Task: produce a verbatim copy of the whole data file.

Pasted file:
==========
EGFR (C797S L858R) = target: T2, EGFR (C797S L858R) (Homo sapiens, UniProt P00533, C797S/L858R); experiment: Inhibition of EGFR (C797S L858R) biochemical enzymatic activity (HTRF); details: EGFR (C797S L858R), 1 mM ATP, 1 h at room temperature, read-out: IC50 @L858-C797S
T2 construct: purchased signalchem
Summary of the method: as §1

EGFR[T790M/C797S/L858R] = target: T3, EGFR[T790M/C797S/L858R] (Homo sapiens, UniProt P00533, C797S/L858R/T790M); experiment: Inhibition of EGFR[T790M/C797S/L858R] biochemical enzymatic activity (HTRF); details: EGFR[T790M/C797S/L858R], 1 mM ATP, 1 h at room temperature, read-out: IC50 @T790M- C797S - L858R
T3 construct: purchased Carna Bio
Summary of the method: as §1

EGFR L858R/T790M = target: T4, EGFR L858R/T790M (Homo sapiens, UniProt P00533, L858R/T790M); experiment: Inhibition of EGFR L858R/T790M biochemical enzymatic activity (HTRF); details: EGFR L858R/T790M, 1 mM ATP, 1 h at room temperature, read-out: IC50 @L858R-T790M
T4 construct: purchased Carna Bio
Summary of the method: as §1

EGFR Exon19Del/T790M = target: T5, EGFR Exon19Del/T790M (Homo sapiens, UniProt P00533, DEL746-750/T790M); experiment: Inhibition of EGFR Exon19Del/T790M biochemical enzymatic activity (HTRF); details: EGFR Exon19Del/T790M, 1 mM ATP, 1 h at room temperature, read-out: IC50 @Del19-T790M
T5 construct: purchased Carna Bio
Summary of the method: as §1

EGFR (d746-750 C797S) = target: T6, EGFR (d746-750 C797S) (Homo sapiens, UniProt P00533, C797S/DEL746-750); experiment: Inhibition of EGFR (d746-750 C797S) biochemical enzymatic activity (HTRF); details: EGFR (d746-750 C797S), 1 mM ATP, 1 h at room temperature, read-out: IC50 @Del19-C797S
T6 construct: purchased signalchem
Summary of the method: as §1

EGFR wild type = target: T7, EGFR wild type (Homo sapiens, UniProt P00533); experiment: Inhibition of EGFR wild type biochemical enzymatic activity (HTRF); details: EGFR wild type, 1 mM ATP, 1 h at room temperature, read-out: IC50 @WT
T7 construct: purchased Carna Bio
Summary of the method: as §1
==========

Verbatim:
EGFR (C797S L858R) = target: T2, EGFR (C797S L858R) (Homo sapiens, UniProt P00533, C797S/L858R); experiment: Inhibition of EGFR (C797S L858R) biochemical enzymatic activity (HTRF); details: EGFR (C797S L858R), 1 mM ATP, 1 h at room temperature, read-out: IC50 @L858-C797S
T2 construct: purchased signalchem
Summary of the method: as §1

EGFR[T790M/C797S/L858R] = target: T3, EGFR[T790M/C797S/L858R] (Homo sapiens, UniProt P00533, C797S/L858R/T790M); experiment: Inhibition of EGFR[T790M/C797S/L858R] biochemical enzymatic activity (HTRF); details: EGFR[T790M/C797S/L858R], 1 mM ATP, 1 h at room temperature, read-out: IC50 @T790M- C797S - L858R
T3 construct: purchased Carna Bio
Summary of the method: as §1

EGFR L858R/T790M = target: T4, EGFR L858R/T790M (Homo sapiens, UniProt P00533, L858R/T790M); experiment: Inhibition of EGFR L858R/T790M biochemical enzymatic activity (HTRF); details: EGFR L858R/T790M, 1 mM ATP, 1 h at room temperature, read-out: IC50 @L858R-T790M
T4 construct: purchased Carna Bio
Summary of the method: as §1

EGFR Exon19Del/T790M = target: T5, EGFR Exon19Del/T790M (Homo sapiens, UniProt P00533, DEL746-750/T790M); experiment: Inhibition of EGFR Exon19Del/T790M biochemical enzymatic activity (HTRF); details: EGFR Exon19Del/T790M, 1 mM ATP, 1 h at room temperature, read-out: IC50 @Del19-T790M
T5 construct: purchased Carna Bio
Summary of the method: as §1

EGFR (d746-750 C797S) = target: T6, EGFR (d746-750 C797S) (Homo sapiens, UniProt P00533, C797S/DEL746-750); experiment: Inhibition of EGFR (d746-750 C797S) biochemical enzymatic activity (HTRF); details: EGFR (d746-750 C797S), 1 mM ATP, 1 h at room temperature, read-out: IC50 @Del19-C797S
T6 construct: purchased signalchem
Summary of the method: as §1

EGFR wild type = target: T7, EGFR wild type (Homo sapiens, UniProt P00533); experiment: Inhibition of EGFR wild type biochemical enzymatic activity (HTRF); details: EGFR wild type, 1 mM ATP, 1 h at room temperature, read-out: IC50 @WT
T7 construct: purchased Carna Bio
Summary of the method: as §1